“Hundreds” of patients gathered outside Newdays Pharmacy in Twyford, Berkshire – which counts Theresa May's family among its customers – at 10am last Thursday (November 24) to join the campaign against the 12% cut to pharmacy funding in England, manager Olivier Picard told C+D.
Mr Picard organised the event with his local paper, the Maidenhead Advertiser, to “do something a little bigger” than his previous efforts to raise awareness of the cuts and encourage people to lobby their MP, he said.
“This time around we know the cuts are coming, and we think we’re going to suffer massively as a result,” he added.
Mr Picard had just three days to rally support for the demonstration, putting notices up in the pharmacy, and posting on social media to help attract people. He invited the National Pharmacy Association to witness the turn out."
“At 10 minutes to 10 we had two people lined up, and by two minutes to 10 we had maybe 120 people,” Mr Picard said. “They all piled in [to the pharmacy].
"We could fit maybe 30 customers in the shop, but there were people spilling out the back and front door, arriving on their mobility scooters. It was just amazing.”
“I think if we had a week, we could have filled the streets with patients and supporters,” Mr Picard added.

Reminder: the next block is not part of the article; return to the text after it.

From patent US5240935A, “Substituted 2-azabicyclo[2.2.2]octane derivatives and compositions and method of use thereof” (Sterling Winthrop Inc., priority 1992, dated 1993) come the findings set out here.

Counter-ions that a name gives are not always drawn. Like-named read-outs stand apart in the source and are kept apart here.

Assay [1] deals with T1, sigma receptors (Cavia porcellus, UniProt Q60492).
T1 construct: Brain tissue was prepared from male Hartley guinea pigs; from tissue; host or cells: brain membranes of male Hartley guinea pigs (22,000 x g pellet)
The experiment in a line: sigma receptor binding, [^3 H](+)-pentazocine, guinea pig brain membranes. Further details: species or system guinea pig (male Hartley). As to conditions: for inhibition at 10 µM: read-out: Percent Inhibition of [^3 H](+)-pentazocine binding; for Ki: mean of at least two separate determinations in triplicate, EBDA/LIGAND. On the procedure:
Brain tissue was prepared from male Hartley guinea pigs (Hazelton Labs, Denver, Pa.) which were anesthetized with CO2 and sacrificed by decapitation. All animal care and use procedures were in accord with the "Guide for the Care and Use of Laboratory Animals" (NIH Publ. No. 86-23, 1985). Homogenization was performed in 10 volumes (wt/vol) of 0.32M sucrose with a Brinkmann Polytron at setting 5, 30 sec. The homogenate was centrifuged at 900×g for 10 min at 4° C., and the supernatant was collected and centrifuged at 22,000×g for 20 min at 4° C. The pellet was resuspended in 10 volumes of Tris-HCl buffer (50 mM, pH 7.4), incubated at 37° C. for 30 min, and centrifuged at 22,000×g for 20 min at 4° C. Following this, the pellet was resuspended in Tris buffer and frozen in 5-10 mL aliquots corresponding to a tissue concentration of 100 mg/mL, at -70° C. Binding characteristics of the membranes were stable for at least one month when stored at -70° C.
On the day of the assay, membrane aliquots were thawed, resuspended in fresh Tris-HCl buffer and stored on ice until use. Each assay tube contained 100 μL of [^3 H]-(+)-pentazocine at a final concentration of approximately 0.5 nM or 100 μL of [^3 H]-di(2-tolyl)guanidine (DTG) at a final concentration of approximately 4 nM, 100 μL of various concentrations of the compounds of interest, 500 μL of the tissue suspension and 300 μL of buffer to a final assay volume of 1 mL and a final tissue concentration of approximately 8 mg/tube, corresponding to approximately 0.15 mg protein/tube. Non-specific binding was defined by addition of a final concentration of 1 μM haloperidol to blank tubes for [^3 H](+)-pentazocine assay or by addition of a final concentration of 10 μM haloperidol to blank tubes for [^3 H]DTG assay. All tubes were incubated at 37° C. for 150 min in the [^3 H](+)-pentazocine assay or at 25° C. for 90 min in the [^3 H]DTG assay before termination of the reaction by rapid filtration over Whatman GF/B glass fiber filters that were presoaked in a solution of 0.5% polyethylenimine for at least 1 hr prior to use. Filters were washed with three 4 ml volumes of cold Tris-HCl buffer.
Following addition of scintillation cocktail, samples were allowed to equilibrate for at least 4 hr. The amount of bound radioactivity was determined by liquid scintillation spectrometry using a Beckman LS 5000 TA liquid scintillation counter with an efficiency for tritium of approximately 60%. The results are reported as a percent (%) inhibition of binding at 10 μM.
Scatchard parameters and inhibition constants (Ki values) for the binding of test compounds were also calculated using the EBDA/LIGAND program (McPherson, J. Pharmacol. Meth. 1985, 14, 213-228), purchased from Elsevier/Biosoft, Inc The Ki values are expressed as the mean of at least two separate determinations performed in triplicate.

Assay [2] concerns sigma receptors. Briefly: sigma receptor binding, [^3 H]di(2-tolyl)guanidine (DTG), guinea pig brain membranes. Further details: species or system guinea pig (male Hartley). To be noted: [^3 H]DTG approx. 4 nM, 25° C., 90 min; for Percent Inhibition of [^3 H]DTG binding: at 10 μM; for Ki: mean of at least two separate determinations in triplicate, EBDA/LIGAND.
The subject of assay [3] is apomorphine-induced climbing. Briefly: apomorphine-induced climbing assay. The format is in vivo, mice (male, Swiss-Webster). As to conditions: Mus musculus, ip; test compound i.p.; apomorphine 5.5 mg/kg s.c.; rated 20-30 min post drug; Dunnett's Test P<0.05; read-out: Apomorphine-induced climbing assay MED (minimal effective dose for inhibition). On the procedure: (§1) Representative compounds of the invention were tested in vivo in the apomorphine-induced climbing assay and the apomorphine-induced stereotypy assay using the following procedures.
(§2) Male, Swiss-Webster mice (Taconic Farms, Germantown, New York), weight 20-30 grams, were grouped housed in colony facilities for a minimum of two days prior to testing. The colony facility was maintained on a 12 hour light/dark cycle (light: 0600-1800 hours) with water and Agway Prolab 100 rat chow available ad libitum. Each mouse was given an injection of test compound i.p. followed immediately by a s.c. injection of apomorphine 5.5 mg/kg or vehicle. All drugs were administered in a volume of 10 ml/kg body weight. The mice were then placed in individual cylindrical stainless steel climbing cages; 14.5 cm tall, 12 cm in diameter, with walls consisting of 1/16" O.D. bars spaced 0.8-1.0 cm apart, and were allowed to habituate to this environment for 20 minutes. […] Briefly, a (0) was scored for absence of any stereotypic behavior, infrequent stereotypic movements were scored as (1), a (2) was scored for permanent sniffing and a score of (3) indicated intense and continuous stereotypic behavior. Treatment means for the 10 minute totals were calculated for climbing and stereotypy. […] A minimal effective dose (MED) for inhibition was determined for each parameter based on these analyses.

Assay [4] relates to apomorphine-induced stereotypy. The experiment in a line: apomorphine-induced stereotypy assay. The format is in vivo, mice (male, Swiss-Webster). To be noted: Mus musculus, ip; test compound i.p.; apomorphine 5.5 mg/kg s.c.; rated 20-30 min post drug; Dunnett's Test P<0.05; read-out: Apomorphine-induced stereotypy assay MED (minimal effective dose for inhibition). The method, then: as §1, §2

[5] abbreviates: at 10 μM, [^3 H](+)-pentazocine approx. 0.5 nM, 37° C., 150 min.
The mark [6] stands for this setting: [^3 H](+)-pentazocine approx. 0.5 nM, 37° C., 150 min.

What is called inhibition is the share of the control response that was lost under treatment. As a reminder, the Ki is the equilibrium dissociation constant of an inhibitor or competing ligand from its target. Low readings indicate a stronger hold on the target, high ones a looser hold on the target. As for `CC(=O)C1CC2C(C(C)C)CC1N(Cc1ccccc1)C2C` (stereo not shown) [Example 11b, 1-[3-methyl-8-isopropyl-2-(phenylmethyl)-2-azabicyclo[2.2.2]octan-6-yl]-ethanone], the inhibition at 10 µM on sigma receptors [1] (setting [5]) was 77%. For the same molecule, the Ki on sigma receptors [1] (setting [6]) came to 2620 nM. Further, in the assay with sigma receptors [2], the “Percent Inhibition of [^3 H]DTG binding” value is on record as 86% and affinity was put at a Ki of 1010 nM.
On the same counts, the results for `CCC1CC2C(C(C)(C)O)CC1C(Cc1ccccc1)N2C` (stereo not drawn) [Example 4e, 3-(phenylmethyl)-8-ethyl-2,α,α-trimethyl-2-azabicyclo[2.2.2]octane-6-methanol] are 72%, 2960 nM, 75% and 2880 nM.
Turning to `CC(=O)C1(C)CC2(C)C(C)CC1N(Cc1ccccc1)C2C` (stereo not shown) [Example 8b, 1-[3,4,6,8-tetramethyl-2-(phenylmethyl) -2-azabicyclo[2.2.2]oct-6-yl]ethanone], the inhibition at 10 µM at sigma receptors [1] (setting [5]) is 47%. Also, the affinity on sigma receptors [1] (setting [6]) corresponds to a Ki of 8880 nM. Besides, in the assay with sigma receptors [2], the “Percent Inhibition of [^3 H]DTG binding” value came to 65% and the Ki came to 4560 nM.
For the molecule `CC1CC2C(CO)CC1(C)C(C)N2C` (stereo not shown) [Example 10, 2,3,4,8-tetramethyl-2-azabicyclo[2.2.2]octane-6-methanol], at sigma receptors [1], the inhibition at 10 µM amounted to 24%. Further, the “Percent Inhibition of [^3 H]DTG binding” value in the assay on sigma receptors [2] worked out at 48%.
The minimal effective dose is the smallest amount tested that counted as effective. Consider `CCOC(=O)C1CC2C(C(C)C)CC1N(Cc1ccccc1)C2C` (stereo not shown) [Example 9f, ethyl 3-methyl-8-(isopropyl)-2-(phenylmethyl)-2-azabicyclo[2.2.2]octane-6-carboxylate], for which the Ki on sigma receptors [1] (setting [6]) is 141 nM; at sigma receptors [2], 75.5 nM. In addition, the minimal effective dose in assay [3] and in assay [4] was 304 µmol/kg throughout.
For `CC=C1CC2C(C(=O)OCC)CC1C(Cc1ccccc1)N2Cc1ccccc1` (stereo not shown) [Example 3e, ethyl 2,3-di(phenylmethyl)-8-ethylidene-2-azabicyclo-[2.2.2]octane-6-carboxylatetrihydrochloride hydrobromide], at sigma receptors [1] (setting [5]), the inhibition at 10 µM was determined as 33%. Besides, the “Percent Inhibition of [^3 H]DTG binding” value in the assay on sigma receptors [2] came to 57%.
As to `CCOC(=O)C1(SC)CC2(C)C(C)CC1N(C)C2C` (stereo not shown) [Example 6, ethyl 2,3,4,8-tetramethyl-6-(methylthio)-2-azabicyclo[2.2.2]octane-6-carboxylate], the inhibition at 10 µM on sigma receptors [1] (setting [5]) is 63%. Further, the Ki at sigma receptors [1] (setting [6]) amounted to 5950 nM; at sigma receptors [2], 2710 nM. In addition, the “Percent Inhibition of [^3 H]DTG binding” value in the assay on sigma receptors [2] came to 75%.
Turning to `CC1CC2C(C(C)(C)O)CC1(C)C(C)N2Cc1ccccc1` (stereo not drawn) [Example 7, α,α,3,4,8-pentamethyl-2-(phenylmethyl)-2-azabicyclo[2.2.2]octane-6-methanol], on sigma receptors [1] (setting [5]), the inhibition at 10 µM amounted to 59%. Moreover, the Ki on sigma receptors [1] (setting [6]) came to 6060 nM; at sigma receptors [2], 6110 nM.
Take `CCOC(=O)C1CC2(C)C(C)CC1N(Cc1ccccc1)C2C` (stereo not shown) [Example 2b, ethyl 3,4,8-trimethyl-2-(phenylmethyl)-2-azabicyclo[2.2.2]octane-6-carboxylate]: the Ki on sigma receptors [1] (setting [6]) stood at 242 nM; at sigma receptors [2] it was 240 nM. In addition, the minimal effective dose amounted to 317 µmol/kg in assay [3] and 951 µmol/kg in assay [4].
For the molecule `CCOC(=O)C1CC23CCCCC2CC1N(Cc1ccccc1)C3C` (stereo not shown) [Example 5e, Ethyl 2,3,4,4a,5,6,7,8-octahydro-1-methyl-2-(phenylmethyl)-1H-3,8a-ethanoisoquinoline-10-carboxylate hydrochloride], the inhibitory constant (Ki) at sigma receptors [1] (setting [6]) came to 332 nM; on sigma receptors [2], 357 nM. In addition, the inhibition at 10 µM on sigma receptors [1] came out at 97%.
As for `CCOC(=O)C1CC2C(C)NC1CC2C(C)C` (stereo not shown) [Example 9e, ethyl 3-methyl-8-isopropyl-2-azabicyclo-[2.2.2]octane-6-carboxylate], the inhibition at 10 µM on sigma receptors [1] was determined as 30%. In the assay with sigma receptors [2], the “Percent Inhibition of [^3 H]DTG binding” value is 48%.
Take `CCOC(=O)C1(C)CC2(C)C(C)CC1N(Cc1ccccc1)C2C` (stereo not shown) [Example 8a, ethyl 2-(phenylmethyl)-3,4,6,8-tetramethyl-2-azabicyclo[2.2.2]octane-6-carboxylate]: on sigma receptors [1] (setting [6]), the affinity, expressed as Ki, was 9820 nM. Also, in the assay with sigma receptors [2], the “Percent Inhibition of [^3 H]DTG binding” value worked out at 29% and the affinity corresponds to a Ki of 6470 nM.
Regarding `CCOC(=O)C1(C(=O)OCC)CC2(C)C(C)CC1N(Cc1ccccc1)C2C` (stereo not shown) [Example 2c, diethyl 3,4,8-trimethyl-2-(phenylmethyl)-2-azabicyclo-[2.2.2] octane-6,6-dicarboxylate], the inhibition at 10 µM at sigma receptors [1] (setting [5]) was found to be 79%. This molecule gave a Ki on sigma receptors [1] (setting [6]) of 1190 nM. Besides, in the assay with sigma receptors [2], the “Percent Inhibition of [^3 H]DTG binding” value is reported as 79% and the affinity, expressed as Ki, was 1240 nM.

“People don’t want another charity shop replacing a pharmacy. They will fight to retain the good services they receive.”
Free services could go
Mr Picard said the pharmacy stands to lose thousands of pounds as a result of the cuts, and he is already considering stopping some of the free services he provides across three pharmacies in Berkshire and Buckinghamshire, including deliveries and blister packs for carers.
“In Reading, I am the only pharmacy that offers the NOMAD hospital discharge system [electronic medical transcription service] free of charge,” he said.
“This will all have to stop. We will have to reduce something or start charging for services,” he added.
Mr Picard said he “can’t accept that patients should be funding [NHS] services”. But while the funding drop coming into force on Thursday (December 1) will be damaging, it is the years ahead that he is most concerned about.
“I am worried about 2018-19, which we currently don’t have a plan for. The government will keep [cutting the budget] unless we can genuinely get people to lobby their MP to a point where it makes a difference,” Mr Picard said.
Mr Picard has not yet had a response from Ms May, after his initial meeting with her in July.
However, he had a brief meeting with pharmacy minister David Mowat at an event in October, in which he introduced himself as “Theresa May’s pharmacist” and told him “we’re all very concerned about what you’re doing here”.
Get an insider's view on the funding cut negotiations below: